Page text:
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UN Office for the Coordination of Humanitarian Affairs
02 June 2006

UGANDA: Give peace a chance, northern leaders tell ICC

KAMPALA, 2 Jun 2006 (IRIN) - The decision by Interpol to issue wanted person's notices against several Lord's Resistance Army (LRA) leaders will scuttle ongoing efforts to peacefully end the war in northern Uganda and may escalate the violence there, religious leaders in the war-affected region said on Friday.

Interpol issued its first warrants on behalf of the International Criminal Court (ICC) for five LRA commanders on Thursday. The ICC had earlier issued its own arrest warrants for the five rebels on charges including murder, rape and the forced enlisting of children.

The five include LRA leader Joseph Kony, who is indicted on 12 counts of crimes against humanity and 21 counts of war crimes. The others are Kony's deputy, Vincent Otti, and commanders Raska Lukwiya, Okot Odhiambo and the late Dominic Ongwen, who are also accused of war crimes and crimes against humanity, including intentionally directing an attack against a civilian population.

"As religious leaders, we are concerned about the announcement by Interpol. The ICC and Interpol should hold on and give room to negotiations and see how far this dialogue can go," said Monsignor Matthew Odongo, the vicar-general of the Roman Catholic diocese of the northern district of Gulu.

"This is like throwing a stone in water that had settled," Odongo added. "Any move that adds to the suffering of the people will not be good. We think that there is no contingency plan for the ICC or Interpol to arrest Kony and his commanders when government, with an army, has failed for the past 20 years."

Interpol warrants, or Red Notices, are non-binding orders distributed to the police forces of the organisation's 184 member states to help them carry out a provisional arrest with a view to a suspect's extradition.

Odongo, speaking on behalf of the Acholi Religious Leaders Peace Initiative, an inter-faith lobby group that advocates a peaceful end to the 20-year war, said he was also concerned about the timing of the Interpol announcement.

Kony recently led an LRA delegation to meet Sudan People's Liberation Movement/Army (SPLM/A) officials headed by south Sudan's vice president, Riek Machar. "The LRA is ready to talk peace and end the war in a good way, not by force. We are fighting for peace and I am not a terrorist," Kony said in a video recording of the 2 May meeting.

Saying he was ready to talk peace with the Ugandan government and had "no problem" with President Yoweri Museveni, Kony told the meeting he had accepted an offer of mediation extended by Machar. South Sudan - where the LRA operates from - is now run by the SPLM/A, which signed a peace deal with the Khartoum-based Sudanese government in January 2005.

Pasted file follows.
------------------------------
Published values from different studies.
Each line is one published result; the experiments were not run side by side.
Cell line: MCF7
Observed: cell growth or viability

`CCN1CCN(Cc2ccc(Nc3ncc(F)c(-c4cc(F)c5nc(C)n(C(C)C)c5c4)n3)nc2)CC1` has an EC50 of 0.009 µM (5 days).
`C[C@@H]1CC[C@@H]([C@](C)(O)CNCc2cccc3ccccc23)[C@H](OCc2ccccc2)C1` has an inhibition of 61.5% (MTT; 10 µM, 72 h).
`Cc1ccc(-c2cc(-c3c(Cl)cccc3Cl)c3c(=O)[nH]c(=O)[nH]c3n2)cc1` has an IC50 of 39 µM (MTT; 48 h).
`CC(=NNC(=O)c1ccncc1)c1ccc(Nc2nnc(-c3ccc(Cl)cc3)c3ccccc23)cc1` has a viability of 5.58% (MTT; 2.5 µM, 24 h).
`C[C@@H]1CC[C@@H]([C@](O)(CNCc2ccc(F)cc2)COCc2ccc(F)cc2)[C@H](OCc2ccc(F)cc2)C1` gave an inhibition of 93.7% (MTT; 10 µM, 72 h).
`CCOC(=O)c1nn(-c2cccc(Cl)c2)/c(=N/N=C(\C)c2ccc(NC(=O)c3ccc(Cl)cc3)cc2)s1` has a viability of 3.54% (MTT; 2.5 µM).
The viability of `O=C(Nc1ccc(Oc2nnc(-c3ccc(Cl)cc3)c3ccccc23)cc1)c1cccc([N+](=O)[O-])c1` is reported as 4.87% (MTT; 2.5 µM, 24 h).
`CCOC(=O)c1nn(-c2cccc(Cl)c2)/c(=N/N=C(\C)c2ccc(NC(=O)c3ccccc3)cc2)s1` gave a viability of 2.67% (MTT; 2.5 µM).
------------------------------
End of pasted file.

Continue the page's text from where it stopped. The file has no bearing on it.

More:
At the end of the meeting, Machar handed over food aid and what he said was US $20,000 in cash to Kony as part of an agreement for the rebels to halt attacks in southern Sudan, but warned him not to spend it on arms.

Sources said a follow-up meeting was due to be held between the two sides in the southern Sudanese town of Juba next week to discuss how to end the war, which has killed thousands and displaced almost two million people in northern Uganda and southern Sudan.

Odongo urged the international community to seize the opportunity presented by the upcoming meeting in Juba. "The concern of the international community should be the immediate end of conflict, not to escalate it and continue destroying more innocent lives in northern Uganda. Can't the ICC wait and take the opportunity offered by this meeting?" he said.

Jackson Otto, a human rights activist in the region said: "Why should they time this announcement ahead of the meeting in Juba? Where have they been when all these people were suffering? Why have they waited this long. I don't doubt their capacity, but they should put peace ahead of all their intentions."

Other leaders were more cautious. "We have to see if action will follow the words," Gulu Diocese's Fr Carlos Rodriguez said. "The people here are not that excited. When you see the same thing for many times, when it comes back again you don't receive it with the excitement one would expect," he added.

The Ugandan army insists that Kony is an international criminal. "He has been defeated militarily and now he is talking about peace talks," army spokesman Lt Chris Magezi said. "We shall give him the benefit of the doubt, but he always tends to call for peace talks whenever he is on the wall. We hope that it is not the case today; we shall continue with our full military operation against his forces."

Kony claims to be fighting to replace Museveni's government with one based on the Biblical 10 Commandments, but LRA fighters are more notorious for their brutal attacks on civilians and their abduction of tens of thousands of children for use as porters, sex slaves and child soldiers. The United Nations has described the war as one of the world's worst humanitarian crises.


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